It is not normal for humans to sleep a full eight hours a night without any interruption. Author Jesse Barron described in a New York Times article that he accidentally fell into a pattern of “segmented sleep” that was used as sleep until the 19th century. A common standard, nothing more ordinary. This mode is: go to bed at about 9-10 o’clock every night, sleep for 3 to 4.5 hours, wake up for about an hour at midnight, and then go to sleep again, the length of which is also about 3 to 4.5 hours, and so on The cycle goes on and on until dawn breaks and the morning light dims. But with the invention of artificial light, this sleeping pattern gradually faded away from the stage of history. Becoming humanity’s forgotten sleep patterns.
In 1992, psychiatrist Thomas Wehr said that when people are exposed to darkness for 14 hours a day for a month, they naturally develop the habit of segmented sleep. In 2001, Roger Ekirch, a history professor at Virginia Tech, also said that this sleeping pattern was the norm for people in past generations. He also pointed to legal and medical documents related to primary sleep and secondary sleep. and similar concepts that appear in literary works such as Homer, Chaucer, Austen, Dickens, and Tolstoy.
“Basically every great writer has mentioned segmented sleep,” Ekirch said in an interview. These writers come from different countries in Europe, which means that there is a shadow of segmented sleep in every language in Europe.
While we may still feel complacent about our modern uninterrupted sleep patterns, we have lost the pleasure of enjoying that wonderful hour in the middle of the night and the space to be awake and alone with our thoughts in the dead of night.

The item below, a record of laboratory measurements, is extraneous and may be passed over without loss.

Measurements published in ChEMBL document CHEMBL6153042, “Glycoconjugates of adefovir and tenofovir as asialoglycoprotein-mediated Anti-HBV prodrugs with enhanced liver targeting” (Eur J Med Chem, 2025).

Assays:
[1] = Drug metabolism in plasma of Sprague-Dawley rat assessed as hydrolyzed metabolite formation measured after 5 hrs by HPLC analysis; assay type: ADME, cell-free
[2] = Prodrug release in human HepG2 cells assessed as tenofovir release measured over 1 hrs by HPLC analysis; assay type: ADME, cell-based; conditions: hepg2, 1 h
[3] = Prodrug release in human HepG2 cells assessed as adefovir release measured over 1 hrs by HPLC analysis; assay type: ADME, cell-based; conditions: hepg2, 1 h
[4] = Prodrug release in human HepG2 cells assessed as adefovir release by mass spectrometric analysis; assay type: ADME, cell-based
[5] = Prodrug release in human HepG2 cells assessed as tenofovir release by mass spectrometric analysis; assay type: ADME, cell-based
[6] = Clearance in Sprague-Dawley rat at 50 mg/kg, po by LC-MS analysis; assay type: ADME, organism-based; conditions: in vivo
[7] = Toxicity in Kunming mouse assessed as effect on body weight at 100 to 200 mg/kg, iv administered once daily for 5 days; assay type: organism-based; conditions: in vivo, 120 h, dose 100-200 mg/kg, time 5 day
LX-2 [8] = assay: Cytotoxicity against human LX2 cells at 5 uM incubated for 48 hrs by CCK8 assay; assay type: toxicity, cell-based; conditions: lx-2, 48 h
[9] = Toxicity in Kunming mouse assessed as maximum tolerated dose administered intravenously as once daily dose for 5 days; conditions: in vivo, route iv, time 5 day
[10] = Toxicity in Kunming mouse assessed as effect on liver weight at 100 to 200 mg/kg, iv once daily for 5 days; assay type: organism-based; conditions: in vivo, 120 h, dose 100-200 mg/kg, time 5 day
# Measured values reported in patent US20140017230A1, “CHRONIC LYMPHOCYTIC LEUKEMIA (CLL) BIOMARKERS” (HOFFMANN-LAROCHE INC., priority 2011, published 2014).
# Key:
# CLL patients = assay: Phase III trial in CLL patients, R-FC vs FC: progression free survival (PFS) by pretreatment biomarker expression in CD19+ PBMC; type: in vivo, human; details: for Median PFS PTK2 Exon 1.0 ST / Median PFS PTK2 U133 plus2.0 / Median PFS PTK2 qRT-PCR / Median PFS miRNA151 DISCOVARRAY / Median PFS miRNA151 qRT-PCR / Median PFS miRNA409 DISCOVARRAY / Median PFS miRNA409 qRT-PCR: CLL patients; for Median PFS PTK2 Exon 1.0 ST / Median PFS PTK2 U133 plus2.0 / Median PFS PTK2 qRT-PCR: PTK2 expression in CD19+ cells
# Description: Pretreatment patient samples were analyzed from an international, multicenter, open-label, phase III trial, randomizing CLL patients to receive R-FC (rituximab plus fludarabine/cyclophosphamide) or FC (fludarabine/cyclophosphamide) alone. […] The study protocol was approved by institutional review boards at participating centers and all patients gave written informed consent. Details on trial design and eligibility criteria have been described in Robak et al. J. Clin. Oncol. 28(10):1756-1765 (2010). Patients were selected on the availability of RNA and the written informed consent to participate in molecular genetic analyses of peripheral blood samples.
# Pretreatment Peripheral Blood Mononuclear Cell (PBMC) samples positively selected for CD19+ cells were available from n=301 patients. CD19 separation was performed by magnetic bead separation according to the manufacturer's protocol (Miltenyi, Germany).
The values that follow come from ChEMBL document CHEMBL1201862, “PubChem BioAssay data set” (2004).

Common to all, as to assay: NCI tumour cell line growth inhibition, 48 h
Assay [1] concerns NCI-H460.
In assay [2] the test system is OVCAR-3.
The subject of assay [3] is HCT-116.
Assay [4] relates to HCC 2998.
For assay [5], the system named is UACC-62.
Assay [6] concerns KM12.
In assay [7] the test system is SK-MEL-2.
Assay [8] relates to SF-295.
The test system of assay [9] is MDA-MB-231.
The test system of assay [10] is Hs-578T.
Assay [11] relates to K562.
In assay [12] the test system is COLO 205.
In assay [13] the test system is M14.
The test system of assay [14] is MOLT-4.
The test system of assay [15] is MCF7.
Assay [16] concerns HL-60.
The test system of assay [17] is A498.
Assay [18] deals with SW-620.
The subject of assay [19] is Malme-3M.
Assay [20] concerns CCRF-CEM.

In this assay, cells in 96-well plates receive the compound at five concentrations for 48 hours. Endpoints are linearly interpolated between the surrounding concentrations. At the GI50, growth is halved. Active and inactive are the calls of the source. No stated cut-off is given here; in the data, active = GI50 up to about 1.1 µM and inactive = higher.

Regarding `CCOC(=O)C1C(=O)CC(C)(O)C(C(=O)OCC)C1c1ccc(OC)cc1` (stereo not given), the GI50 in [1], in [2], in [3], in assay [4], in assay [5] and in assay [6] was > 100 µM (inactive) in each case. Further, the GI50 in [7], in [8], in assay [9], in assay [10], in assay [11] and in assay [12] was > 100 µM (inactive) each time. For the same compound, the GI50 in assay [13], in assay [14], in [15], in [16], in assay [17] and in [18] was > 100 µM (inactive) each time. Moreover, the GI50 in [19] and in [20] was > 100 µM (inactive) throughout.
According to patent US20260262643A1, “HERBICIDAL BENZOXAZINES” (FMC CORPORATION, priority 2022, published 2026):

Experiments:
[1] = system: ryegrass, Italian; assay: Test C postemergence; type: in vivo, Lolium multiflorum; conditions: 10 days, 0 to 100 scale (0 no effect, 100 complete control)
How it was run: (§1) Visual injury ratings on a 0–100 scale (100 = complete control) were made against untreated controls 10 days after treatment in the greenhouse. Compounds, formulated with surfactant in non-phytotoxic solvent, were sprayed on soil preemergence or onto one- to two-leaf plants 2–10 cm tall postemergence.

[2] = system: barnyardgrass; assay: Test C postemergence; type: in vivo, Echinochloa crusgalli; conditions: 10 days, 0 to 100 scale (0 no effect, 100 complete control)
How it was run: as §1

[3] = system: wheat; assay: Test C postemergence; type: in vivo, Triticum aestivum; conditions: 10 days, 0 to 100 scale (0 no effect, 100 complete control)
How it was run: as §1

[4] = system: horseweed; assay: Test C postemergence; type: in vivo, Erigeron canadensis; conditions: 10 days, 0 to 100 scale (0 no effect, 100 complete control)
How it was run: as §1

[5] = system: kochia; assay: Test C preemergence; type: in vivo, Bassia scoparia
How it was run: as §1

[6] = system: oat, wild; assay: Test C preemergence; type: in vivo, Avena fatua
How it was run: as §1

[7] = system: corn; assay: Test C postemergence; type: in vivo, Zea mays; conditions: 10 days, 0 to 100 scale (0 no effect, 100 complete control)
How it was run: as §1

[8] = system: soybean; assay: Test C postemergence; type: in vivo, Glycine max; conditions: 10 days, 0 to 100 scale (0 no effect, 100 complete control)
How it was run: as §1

Ekirch said: “I think we have missed the opportunity to have an intimate relationship with ourselves, and it is also a loss of personal privacy. At the same time, we have also lost the opportunity to examine ourselves and reflect on ourselves. We have abandoned the traditional sense of The boulevard leading to one’s own dreams also ignores the existence of the human subconscious.”
What centuries ago was known to the people of that time as a “vigil” was once applicable to all forms of activity. At that time, there were prayers specially set up for “night vigils” because several religious beliefs at that time regarded midnight as “the most suitable and sacred time to communicate with the gods.” Ekirch said. It’s also the perfect time to reflect on vivid dreams and meditate in bed.
Taken together, Ekirch theorizes that we now have a weaker connection to our dreams because we no longer have the time to be awake between sleeps. He said that as segmented sleep gradually disappears from people’s lives, dreams seem more bizarre and absurd, rather than a conscious guidance, and the logical connection between the two is not just a “coincidence”. It makes sense.
The overall uninterrupted nature of sleep can be a factor in our stress levels, as it deprives us of time to be alone and calm. “I think this is common sense,” Ekirch said. “In a private dark environment, reflect on what happened on this day; and make predictions and plans for the next day’s work and activities.”
However, the success of segmented sleep should help reduce anxiety for those who suffer from insomnia in the middle of the night. Ekirch said many people who wake up in the dead of night and go back to sleep an hour or two later are relieved to hear that nothing is wrong with their bodies. After all, he adds, from a historical perspective, their segmented sleep was more natural and more reasonable than the youthful, modern, artificial sleep we crave.